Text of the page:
Scott Girard: At the same time, MMSD has increased base pay more than surrounding districts in recent years, according to the presentation. Board members said maintaining that competitive advantage in recruitment is important. “Our health care is one of the biggest elements of competitiveness for staff in the area,” Toews said. “It’s an area I … Continue reading Madison School Board members want to keep staff with current health insurance provider, add deductible
Logan Wroge: Increasing the amount staff pay for premiums would see teachers paying 6% of a HMO family plan — up from 3% — to about $44 more a month. Certain hourly employees, such as special education assistants, would pay 2.5% of an HMO family plan instead of 1.25%, or $8.53 more per month. Scott … Continue reading Madison School Board leans toward deductibles instead of switching health insurers
Scott Girard: The Madison School Board will discuss the potential November referenda and proposed employee health insurance changes Monday. The Operations Work Group meeting, which begins at 5 p.m. at the Doyle Administration Building, 545 W. Dayton St., is likely the last opportunity for board members to ask for broad changes ahead of anticipated votes … Continue reading Employee health insurance, referenda discussions on Madison School Board agenda Monday
Logan Wroge: According to MTI’s memo, health insurance changes under consideration include: Moving future retirees from health insurance plans offered through the district to the state Department of Employee Trust Funds’ Local Annuitant Health Program, a relatively new program for retired public employees. Increasing employee premium contributions for teachers and other employees from 3% to … Continue reading Commentary on the Madison School District’s healthcare costs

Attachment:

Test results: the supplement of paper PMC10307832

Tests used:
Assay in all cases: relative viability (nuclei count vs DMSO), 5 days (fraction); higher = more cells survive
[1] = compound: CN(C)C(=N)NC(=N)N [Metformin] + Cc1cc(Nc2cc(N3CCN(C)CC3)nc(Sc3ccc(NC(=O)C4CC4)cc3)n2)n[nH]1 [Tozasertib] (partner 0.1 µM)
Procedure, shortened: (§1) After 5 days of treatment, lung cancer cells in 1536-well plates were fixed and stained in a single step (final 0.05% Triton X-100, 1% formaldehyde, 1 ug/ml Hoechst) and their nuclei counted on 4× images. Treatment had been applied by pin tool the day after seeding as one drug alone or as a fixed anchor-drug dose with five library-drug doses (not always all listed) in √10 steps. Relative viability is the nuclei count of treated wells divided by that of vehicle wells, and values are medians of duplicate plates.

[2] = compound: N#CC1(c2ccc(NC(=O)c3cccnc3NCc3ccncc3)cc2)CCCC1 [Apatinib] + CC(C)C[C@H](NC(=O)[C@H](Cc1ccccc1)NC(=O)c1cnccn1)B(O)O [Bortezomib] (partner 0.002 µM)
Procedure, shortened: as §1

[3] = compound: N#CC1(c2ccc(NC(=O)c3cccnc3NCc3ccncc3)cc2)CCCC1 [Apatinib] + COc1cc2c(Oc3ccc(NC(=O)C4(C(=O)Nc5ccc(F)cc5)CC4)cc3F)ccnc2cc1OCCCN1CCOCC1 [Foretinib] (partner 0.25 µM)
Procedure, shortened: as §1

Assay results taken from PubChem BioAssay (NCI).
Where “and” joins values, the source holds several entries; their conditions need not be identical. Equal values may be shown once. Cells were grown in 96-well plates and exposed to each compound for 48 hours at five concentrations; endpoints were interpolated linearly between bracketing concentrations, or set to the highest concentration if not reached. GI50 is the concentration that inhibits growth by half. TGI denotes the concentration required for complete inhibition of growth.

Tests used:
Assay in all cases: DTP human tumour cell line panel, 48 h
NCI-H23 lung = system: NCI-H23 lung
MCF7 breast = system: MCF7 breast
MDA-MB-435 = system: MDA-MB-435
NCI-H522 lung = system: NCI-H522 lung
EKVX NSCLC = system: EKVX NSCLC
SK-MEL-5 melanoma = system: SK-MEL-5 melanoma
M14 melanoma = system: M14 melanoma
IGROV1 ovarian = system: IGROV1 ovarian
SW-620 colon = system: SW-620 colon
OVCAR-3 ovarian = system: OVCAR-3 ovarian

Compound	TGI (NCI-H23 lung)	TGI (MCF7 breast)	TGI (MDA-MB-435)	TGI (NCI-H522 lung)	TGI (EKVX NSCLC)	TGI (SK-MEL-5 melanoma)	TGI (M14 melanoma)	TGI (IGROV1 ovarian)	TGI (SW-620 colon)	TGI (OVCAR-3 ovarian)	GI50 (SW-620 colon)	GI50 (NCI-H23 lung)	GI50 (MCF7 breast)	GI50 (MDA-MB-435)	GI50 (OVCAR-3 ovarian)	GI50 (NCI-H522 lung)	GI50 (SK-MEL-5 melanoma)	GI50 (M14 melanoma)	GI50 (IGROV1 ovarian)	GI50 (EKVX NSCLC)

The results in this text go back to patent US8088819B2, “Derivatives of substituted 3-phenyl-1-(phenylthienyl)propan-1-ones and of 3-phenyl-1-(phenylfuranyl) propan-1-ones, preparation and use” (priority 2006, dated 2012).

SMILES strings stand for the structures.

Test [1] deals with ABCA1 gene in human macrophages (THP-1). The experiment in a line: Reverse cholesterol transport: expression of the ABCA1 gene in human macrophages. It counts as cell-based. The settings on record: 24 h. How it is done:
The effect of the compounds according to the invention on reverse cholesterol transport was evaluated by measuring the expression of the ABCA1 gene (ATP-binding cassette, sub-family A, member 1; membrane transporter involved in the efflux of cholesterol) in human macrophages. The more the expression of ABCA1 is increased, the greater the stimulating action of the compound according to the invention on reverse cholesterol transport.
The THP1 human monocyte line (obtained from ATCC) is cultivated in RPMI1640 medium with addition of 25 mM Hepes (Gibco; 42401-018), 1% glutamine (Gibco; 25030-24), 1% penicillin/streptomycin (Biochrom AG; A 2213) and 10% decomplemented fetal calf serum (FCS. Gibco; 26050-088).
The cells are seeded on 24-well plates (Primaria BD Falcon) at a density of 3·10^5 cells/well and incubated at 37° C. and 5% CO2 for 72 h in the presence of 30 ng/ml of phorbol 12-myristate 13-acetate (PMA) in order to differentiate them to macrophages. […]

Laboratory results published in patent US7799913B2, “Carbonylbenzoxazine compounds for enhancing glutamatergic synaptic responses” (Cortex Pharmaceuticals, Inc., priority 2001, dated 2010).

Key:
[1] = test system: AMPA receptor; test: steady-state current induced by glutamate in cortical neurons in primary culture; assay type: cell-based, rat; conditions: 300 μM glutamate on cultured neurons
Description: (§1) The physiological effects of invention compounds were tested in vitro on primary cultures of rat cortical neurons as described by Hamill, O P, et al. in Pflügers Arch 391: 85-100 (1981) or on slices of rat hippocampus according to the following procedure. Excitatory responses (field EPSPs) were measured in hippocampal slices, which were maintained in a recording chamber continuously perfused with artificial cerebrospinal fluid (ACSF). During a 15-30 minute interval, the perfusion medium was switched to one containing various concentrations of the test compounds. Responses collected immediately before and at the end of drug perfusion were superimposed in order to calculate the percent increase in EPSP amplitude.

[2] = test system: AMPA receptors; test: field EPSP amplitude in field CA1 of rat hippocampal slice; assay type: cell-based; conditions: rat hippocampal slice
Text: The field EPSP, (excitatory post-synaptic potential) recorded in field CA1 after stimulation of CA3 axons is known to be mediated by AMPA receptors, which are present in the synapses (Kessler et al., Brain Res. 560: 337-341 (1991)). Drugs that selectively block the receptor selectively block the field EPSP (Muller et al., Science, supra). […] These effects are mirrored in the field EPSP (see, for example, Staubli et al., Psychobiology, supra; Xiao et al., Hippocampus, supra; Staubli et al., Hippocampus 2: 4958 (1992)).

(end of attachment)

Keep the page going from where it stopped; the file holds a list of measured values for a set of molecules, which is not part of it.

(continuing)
Mark Sommerhauser: Wisconsin school districts ratcheted up health care costs on teachers and other employees after the state’s Act 10 collective bargaining changes, with the average district now requiring teachers to pay about 12 percent of their health insurance premiums, newly released data show. Madison schools are near the low end of what districts now … Continue reading Wisconsin Act 10 Commentary: Madison schools are near the low end of what districts now require for teacher health insurance premium contributions, at 3 percent,
Annys Johnson: The school board’s Committee on Accountability, Finance and Personnel will take up two other cost-saving proposals on Tuesday, including one to restructure employee health care benefits. According to the administration’s analysis, that proposal would save up to $17.4 million by: Eliminating coverage of spouses who have access to insurance elsewhere or charge employees … Continue reading Milwaukee schools braces for bruising budget battle; busing services, health care benefits could be pared